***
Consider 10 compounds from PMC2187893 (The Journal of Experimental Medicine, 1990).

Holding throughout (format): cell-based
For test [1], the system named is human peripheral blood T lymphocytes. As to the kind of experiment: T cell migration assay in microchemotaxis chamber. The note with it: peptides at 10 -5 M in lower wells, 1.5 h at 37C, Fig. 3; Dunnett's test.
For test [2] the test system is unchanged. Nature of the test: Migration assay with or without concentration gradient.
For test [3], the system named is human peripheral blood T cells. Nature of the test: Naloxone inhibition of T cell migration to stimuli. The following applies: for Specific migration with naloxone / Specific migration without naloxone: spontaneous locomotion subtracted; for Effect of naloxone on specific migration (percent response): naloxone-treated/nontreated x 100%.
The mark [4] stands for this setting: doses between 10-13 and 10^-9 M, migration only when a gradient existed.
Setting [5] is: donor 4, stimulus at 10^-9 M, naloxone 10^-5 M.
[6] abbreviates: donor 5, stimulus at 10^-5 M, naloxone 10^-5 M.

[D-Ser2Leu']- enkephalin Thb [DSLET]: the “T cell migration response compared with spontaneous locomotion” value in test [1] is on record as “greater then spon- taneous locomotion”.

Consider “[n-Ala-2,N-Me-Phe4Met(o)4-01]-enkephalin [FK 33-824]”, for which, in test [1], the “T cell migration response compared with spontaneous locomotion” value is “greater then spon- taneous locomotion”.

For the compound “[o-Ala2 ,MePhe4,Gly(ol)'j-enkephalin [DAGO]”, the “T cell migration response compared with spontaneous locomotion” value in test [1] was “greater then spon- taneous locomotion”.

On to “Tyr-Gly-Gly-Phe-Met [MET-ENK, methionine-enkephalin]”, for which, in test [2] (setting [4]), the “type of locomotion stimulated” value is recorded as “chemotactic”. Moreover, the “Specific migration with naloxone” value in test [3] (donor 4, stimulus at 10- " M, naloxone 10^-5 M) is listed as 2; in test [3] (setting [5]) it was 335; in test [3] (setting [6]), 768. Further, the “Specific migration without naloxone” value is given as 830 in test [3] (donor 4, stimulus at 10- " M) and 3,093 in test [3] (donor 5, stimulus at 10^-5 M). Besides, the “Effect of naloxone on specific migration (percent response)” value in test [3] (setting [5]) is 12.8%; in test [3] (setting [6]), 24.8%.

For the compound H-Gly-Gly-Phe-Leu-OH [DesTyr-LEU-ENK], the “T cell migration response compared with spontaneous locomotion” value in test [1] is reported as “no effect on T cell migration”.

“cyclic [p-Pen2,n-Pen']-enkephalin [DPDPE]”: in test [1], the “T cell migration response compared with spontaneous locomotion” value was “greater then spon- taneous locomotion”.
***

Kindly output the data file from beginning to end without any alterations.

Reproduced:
Consider 10 compounds from PMC2187893 (The Journal of Experimental Medicine, 1990).

Holding throughout (format): cell-based
For test [1], the system named is human peripheral blood T lymphocytes. As to the kind of experiment: T cell migration assay in microchemotaxis chamber. The note with it: peptides at 10 -5 M in lower wells, 1.5 h at 37C, Fig. 3; Dunnett's test.
For test [2] the test system is unchanged. Nature of the test: Migration assay with or without concentration gradient.
For test [3], the system named is human peripheral blood T cells. Nature of the test: Naloxone inhibition of T cell migration to stimuli. The following applies: for Specific migration with naloxone / Specific migration without naloxone: spontaneous locomotion subtracted; for Effect of naloxone on specific migration (percent response): naloxone-treated/nontreated x 100%.
The mark [4] stands for this setting: doses between 10-13 and 10^-9 M, migration only when a gradient existed.
Setting [5] is: donor 4, stimulus at 10^-9 M, naloxone 10^-5 M.
[6] abbreviates: donor 5, stimulus at 10^-5 M, naloxone 10^-5 M.

[D-Ser2Leu']- enkephalin Thb [DSLET]: the “T cell migration response compared with spontaneous locomotion” value in test [1] is on record as “greater then spon- taneous locomotion”.

Consider “[n-Ala-2,N-Me-Phe4Met(o)4-01]-enkephalin [FK 33-824]”, for which, in test [1], the “T cell migration response compared with spontaneous locomotion” value is “greater then spon- taneous locomotion”.

For the compound “[o-Ala2 ,MePhe4,Gly(ol)'j-enkephalin [DAGO]”, the “T cell migration response compared with spontaneous locomotion” value in test [1] was “greater then spon- taneous locomotion”.

On to “Tyr-Gly-Gly-Phe-Met [MET-ENK, methionine-enkephalin]”, for which, in test [2] (setting [4]), the “type of locomotion stimulated” value is recorded as “chemotactic”. Moreover, the “Specific migration with naloxone” value in test [3] (donor 4, stimulus at 10- " M, naloxone 10^-5 M) is listed as 2; in test [3] (setting [5]) it was 335; in test [3] (setting [6]), 768. Further, the “Specific migration without naloxone” value is given as 830 in test [3] (donor 4, stimulus at 10- " M) and 3,093 in test [3] (donor 5, stimulus at 10^-5 M). Besides, the “Effect of naloxone on specific migration (percent response)” value in test [3] (setting [5]) is 12.8%; in test [3] (setting [6]), 24.8%.

For the compound H-Gly-Gly-Phe-Leu-OH [DesTyr-LEU-ENK], the “T cell migration response compared with spontaneous locomotion” value in test [1] is reported as “no effect on T cell migration”.

“cyclic [p-Pen2,n-Pen']-enkephalin [DPDPE]”: in test [1], the “T cell migration response compared with spontaneous locomotion” value was “greater then spon- taneous locomotion”.